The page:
New Ireland is a narrow island 360 km from northwest to southeast and up to 48 km wide. The broader southern part of the island is steeply mountainous, with peaks to 2400 m above sea level in the Hans Meyer Range, and is diagonally bisected by the Kamdaru and Weitin valleys. The central and northwestern parts of the island are extensively capped by limestone plateaux which are tilted to the north-northeast. The plateau in the northwest is known as the Schleinitz Range, and the higher plateau in the central region is the Lelet Plateau. A low saddle separates the Lelet Plateau from the southern mountains. Outcrop is generally poor and extensively weathered beneath the dense primary rainforest that blankets the island, though entrenched river gorges provide some good, though relatively inaccessible, sections. The oldest rocks are the lower to middle (or lower upper) Oligocene Jaulu Volcanics. These consist of lapilli tuff, agglomerate, and subordinate porphyritic pyroxene andesite lava, and are intruded by gabbro, norite, diorite, tonalite, trondhjemite, granodiorite, and leucocratic dyke rocks, which have been named the Lemau Intrusive Complex. Some or all of these intrusives may be related to the Jaulu Volcanics; K/Ar ages are 31.8} 1.0 m.y., 17.5 } 0.6 m.y., and 13.8 } 0.5 m.y. The Jaulu Volcanics and Lemau Intrusive Complex are best exposed in southern New Ireland, where erosion has been deepest. Elsewhere they are exposed only along the southwestern fall of the ranges, where the limestone plateaux have been removed by erosion. The upper lower Miocene Lossuk River Beds are a thin series of clastic sedimentary rocks derived from the Jaulu Volcanics, which they unconformably overlie, and are found only in the northwest. The main limestone units are the Lelet Limestone, which forms the plateaux in the centre and northwest, and the Surker Limestone in the south. The two were probably partly lateral equivalents, but the Lelet Limestone has a longer range (lower Miocene to Pliocene or Pleistocene, compared with lower to middle Miocene). The narrow neck of land between the outcrop areas of Lelet Limestone in the northwest and Surker Limestone in the southeast is largely occupied by uppermost Miocene volcaniclastic (partly turbidite) and biogenic ooze sediments of the Rataman Formation, which are probably deep-water contemporaries of higher beds of the Lelet Limestone. The white, chalky Punam Limestone unconformably overlies the Rataman Formation along a narrow strip of the foothills near the northeastern coast of south-central New Ireland. It is Pliocene or younger. Embayments in the Punam Limestone are filled with Plio-Pleistocene sediments of the Uluputur Beds, which comprise intraformational conglomerate, lithic sandstone, and siltstone. A thick succession of fanglomerate and beach sands, in places cemented to conglomerate and sandstone, flanks eastern and western coasts of the southern, mountainous part of the island. These sediments, named the Maton Conglomerate, unconformably overlie the Jaulu Volcanics, from which they were derived, and also overlie in places the Rataman Formation and Surker and Punam Limestones. The conglomerate is overlain only by Pleistocene to Holocene coral terraces. The Weitin and Sapom Faults are the major structural features on New Ireland. Movement on the Weitin Fault may be left-lateral. New Ireland developed presumably on oceanic crust by seafloor (and possibly subaerial) volcanism in the early and middle Oligocene. A landmass emerged in the early Miocene, when the Lossuk River Beds were deposited, and then probably subsided steadily throughout the Miocene and early Pliocene and was rapidly uplifted in the late Pliocene and Quaternary, when a flight of terraces on the northeastern fall of the Lelet Plateau was probably cut by wave-erosion. Left-lateral faulting and crustal extension (?transform faulting) in the late Miocene may have opened a rift between central and southern New Ireland, in whic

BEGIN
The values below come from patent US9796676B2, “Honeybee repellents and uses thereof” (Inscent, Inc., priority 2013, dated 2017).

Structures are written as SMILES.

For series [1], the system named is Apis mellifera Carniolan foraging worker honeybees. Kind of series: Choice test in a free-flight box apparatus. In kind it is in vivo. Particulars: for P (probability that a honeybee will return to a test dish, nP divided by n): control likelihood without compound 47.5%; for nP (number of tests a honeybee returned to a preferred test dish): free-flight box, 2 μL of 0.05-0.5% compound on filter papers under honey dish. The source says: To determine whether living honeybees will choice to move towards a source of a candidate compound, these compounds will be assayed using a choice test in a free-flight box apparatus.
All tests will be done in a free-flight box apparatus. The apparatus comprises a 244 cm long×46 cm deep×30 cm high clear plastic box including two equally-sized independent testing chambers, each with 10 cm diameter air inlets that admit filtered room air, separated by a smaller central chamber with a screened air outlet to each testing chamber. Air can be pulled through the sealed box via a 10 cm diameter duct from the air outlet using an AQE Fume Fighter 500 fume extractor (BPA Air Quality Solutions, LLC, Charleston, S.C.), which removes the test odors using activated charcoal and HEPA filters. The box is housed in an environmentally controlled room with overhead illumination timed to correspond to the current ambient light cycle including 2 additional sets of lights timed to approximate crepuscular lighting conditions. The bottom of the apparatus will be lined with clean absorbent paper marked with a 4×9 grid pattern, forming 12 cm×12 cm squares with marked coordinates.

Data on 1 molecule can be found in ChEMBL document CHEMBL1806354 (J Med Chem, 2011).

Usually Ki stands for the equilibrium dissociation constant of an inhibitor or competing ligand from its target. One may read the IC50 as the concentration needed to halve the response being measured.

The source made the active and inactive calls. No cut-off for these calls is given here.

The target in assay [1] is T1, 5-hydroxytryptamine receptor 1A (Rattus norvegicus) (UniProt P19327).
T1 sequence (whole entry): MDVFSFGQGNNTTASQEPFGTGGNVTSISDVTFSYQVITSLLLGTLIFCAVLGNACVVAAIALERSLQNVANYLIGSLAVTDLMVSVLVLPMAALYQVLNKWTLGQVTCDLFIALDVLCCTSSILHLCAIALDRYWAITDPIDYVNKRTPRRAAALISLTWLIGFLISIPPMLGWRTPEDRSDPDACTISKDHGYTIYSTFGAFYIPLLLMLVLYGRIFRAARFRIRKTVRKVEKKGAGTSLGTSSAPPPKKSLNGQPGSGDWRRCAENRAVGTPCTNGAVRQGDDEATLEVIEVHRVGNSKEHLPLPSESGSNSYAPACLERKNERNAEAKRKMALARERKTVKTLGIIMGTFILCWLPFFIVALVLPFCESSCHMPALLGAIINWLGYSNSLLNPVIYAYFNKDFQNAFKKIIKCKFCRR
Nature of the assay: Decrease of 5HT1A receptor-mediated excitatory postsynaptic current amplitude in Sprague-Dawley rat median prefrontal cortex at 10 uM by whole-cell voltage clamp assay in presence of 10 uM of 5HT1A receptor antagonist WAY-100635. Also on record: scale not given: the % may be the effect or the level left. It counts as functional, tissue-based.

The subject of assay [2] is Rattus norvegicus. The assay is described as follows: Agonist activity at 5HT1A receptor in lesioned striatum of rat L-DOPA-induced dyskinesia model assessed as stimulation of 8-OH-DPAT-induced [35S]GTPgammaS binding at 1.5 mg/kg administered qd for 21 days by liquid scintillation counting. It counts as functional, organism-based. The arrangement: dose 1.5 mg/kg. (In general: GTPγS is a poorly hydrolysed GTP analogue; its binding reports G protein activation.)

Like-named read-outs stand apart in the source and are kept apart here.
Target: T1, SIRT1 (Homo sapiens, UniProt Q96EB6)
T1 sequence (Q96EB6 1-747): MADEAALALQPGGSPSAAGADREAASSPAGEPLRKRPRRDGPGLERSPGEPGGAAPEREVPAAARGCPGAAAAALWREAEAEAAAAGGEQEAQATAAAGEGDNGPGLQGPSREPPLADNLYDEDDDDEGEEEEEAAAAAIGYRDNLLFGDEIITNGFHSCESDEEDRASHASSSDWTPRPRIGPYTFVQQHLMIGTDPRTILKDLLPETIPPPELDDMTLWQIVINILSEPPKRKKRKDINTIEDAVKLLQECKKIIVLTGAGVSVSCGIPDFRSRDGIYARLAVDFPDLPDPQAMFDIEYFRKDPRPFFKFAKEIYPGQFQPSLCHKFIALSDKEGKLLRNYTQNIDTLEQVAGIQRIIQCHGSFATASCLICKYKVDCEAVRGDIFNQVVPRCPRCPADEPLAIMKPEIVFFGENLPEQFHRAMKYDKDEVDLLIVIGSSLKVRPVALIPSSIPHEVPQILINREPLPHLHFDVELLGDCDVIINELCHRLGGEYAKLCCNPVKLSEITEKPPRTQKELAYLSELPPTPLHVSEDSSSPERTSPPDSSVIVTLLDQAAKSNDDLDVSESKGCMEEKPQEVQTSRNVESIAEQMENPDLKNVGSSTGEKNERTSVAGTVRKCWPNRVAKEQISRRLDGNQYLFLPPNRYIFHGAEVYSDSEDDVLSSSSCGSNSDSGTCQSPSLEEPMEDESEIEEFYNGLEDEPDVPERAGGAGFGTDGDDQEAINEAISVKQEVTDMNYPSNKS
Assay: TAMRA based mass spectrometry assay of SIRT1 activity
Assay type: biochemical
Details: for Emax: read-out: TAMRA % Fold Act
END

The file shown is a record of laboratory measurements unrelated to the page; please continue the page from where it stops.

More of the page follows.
Google map showing geographic bounding box with values North bound -2.0 East bound 154.5 West bound 150.0 South bound -5.0